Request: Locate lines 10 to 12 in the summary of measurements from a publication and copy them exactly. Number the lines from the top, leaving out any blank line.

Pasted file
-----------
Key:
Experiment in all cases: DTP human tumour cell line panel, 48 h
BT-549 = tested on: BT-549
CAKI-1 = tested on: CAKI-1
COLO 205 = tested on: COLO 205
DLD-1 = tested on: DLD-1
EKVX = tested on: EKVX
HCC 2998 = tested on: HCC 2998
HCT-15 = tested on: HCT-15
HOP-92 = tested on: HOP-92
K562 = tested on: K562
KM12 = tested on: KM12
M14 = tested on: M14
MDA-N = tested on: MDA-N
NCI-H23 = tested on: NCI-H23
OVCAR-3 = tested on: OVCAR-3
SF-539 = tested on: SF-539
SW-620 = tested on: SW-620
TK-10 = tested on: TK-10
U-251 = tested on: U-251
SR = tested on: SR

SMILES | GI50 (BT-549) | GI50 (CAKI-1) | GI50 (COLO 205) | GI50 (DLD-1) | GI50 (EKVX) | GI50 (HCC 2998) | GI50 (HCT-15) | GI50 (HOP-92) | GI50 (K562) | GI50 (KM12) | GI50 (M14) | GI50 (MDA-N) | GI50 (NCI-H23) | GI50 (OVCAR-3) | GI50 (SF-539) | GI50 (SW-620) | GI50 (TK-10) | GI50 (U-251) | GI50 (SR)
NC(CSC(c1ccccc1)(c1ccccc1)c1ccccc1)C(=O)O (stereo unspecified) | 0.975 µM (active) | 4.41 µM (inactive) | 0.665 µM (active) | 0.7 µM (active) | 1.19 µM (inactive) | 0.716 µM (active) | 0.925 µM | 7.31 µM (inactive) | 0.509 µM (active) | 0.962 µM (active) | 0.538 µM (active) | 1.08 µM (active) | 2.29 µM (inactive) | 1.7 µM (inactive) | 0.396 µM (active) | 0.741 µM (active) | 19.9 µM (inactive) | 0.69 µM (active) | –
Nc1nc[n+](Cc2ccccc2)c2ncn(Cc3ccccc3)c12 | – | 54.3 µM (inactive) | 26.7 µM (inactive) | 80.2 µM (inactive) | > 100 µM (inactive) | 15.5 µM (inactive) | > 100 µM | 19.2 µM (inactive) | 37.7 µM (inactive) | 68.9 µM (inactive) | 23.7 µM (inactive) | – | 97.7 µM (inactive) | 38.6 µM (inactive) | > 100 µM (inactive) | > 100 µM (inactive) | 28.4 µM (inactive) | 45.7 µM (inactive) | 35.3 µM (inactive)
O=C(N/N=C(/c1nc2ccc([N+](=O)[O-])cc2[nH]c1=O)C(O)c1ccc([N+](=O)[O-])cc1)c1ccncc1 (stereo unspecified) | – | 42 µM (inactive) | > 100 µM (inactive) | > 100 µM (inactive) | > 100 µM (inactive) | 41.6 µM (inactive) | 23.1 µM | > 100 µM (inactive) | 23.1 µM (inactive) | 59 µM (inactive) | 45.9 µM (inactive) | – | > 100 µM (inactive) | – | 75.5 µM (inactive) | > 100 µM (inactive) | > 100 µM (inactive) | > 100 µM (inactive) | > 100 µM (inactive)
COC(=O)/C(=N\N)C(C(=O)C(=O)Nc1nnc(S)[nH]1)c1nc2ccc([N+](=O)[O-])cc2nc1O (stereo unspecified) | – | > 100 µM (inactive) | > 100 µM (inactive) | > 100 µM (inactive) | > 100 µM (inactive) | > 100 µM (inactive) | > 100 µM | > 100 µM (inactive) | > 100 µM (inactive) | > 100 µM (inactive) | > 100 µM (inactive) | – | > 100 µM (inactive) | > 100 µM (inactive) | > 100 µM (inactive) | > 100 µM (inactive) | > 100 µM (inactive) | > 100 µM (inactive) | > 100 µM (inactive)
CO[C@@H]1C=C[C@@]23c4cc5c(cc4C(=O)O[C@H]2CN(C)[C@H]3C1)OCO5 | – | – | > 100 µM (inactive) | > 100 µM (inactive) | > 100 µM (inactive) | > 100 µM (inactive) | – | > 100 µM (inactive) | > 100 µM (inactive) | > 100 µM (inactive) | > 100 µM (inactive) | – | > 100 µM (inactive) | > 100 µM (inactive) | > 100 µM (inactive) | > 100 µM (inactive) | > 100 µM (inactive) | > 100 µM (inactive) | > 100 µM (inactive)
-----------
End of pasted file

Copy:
HOP-92 = tested on: HOP-92
K562 = tested on: K562
KM12 = tested on: KM12